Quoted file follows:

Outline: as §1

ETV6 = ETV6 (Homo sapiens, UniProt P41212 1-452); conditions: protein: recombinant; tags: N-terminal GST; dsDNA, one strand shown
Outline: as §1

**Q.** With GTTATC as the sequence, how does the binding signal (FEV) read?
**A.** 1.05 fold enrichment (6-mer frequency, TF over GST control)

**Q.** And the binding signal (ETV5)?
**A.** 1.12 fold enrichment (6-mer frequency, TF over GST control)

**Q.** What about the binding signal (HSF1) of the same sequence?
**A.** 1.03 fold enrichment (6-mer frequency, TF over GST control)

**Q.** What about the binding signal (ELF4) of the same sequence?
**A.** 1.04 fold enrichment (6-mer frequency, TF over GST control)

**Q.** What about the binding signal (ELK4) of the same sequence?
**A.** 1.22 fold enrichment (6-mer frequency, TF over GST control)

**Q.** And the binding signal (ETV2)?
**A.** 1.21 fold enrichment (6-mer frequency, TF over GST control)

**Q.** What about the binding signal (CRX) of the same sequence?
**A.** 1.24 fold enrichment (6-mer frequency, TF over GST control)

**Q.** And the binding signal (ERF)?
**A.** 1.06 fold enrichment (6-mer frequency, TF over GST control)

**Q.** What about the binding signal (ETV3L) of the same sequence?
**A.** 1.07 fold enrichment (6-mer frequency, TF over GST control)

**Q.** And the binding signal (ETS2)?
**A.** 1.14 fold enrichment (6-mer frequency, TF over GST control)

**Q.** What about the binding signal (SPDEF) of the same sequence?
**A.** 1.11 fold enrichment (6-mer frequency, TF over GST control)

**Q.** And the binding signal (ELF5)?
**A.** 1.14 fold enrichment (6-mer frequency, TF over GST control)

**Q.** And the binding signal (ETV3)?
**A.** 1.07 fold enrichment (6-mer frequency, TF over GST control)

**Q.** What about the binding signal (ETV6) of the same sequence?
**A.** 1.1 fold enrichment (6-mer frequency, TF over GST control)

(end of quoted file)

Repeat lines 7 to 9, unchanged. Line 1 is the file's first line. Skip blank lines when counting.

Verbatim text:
**A.** 1.12 fold enrichment (6-mer frequency, TF over GST control)

**Q.** What about the binding signal (HSF1) of the same sequence?
**A.** 1.03 fold enrichment (6-mer frequency, TF over GST control)